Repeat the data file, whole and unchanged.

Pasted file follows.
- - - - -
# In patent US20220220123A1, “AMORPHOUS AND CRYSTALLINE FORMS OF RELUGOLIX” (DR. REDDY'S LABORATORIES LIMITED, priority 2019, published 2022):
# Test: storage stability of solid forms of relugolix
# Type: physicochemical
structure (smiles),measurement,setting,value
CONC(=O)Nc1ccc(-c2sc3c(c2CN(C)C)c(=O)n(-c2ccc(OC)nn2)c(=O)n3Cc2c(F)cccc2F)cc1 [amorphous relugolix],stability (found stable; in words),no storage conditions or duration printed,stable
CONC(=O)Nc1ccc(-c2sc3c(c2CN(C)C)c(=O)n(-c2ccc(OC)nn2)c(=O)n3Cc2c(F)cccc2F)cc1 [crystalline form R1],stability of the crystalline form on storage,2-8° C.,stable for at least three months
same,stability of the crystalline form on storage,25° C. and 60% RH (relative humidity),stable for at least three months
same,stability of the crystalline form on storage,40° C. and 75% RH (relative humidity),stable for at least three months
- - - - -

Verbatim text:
# In patent US20220220123A1, “AMORPHOUS AND CRYSTALLINE FORMS OF RELUGOLIX” (DR. REDDY'S LABORATORIES LIMITED, priority 2019, published 2022):
# Test: storage stability of solid forms of relugolix
# Type: physicochemical
structure (smiles),measurement,setting,value
CONC(=O)Nc1ccc(-c2sc3c(c2CN(C)C)c(=O)n(-c2ccc(OC)nn2)c(=O)n3Cc2c(F)cccc2F)cc1 [amorphous relugolix],stability (found stable; in words),no storage conditions or duration printed,stable
CONC(=O)Nc1ccc(-c2sc3c(c2CN(C)C)c(=O)n(-c2ccc(OC)nn2)c(=O)n3Cc2c(F)cccc2F)cc1 [crystalline form R1],stability of the crystalline form on storage,2-8° C.,stable for at least three months
same,stability of the crystalline form on storage,25° C. and 60% RH (relative humidity),stable for at least three months
same,stability of the crystalline form on storage,40° C. and 75% RH (relative humidity),stable for at least three months